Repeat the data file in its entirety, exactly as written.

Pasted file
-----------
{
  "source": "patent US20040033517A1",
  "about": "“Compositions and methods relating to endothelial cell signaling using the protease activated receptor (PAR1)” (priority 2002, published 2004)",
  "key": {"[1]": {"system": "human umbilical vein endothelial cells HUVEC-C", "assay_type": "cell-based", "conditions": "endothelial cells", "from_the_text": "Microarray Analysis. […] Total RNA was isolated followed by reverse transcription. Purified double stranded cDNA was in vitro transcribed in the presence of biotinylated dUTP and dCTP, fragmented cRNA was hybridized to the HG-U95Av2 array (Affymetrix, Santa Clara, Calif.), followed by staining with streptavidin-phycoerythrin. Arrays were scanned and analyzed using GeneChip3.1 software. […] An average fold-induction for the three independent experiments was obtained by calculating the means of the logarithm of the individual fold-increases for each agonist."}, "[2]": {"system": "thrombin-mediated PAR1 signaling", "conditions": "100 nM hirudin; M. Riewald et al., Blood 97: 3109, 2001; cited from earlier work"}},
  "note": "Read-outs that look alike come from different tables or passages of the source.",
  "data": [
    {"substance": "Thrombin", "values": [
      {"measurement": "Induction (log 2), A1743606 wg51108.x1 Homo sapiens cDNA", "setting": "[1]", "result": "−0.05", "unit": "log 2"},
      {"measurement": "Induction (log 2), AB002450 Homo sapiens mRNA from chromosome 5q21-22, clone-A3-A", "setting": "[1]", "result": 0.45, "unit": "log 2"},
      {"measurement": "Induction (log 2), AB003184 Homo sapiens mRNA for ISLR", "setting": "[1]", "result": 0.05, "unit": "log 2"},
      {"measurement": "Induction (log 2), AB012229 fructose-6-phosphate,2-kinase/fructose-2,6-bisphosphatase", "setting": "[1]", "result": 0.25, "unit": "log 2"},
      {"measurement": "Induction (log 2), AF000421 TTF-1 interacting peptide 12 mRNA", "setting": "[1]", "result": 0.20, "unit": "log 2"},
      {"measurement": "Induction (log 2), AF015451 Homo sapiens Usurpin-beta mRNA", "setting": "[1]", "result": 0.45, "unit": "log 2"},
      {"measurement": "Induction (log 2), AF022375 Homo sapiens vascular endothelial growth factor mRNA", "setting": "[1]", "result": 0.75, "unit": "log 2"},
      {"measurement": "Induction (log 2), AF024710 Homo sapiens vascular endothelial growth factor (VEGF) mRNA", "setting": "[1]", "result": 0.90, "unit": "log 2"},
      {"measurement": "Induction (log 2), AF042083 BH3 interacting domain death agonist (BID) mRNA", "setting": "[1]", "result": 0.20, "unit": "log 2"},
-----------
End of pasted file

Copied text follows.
{
  "source": "patent US20040033517A1",
  "about": "“Compositions and methods relating to endothelial cell signaling using the protease activated receptor (PAR1)” (priority 2002, published 2004)",
  "key": {"[1]": {"system": "human umbilical vein endothelial cells HUVEC-C", "assay_type": "cell-based", "conditions": "endothelial cells", "from_the_text": "Microarray Analysis. […] Total RNA was isolated followed by reverse transcription. Purified double stranded cDNA was in vitro transcribed in the presence of biotinylated dUTP and dCTP, fragmented cRNA was hybridized to the HG-U95Av2 array (Affymetrix, Santa Clara, Calif.), followed by staining with streptavidin-phycoerythrin. Arrays were scanned and analyzed using GeneChip3.1 software. […] An average fold-induction for the three independent experiments was obtained by calculating the means of the logarithm of the individual fold-increases for each agonist."}, "[2]": {"system": "thrombin-mediated PAR1 signaling", "conditions": "100 nM hirudin; M. Riewald et al., Blood 97: 3109, 2001; cited from earlier work"}},
  "note": "Read-outs that look alike come from different tables or passages of the source.",
  "data": [
    {"substance": "Thrombin", "values": [
      {"measurement": "Induction (log 2), A1743606 wg51108.x1 Homo sapiens cDNA", "setting": "[1]", "result": "−0.05", "unit": "log 2"},
      {"measurement": "Induction (log 2), AB002450 Homo sapiens mRNA from chromosome 5q21-22, clone-A3-A", "setting": "[1]", "result": 0.45, "unit": "log 2"},
      {"measurement": "Induction (log 2), AB003184 Homo sapiens mRNA for ISLR", "setting": "[1]", "result": 0.05, "unit": "log 2"},
      {"measurement": "Induction (log 2), AB012229 fructose-6-phosphate,2-kinase/fructose-2,6-bisphosphatase", "setting": "[1]", "result": 0.25, "unit": "log 2"},
      {"measurement": "Induction (log 2), AF000421 TTF-1 interacting peptide 12 mRNA", "setting": "[1]", "result": 0.20, "unit": "log 2"},
      {"measurement": "Induction (log 2), AF015451 Homo sapiens Usurpin-beta mRNA", "setting": "[1]", "result": 0.45, "unit": "log 2"},
      {"measurement": "Induction (log 2), AF022375 Homo sapiens vascular endothelial growth factor mRNA", "setting": "[1]", "result": 0.75, "unit": "log 2"},
      {"measurement": "Induction (log 2), AF024710 Homo sapiens vascular endothelial growth factor (VEGF) mRNA", "setting": "[1]", "result": 0.90, "unit": "log 2"},
      {"measurement": "Induction (log 2), AF042083 BH3 interacting domain death agonist (BID) mRNA", "setting": "[1]", "result": 0.20, "unit": "log 2"},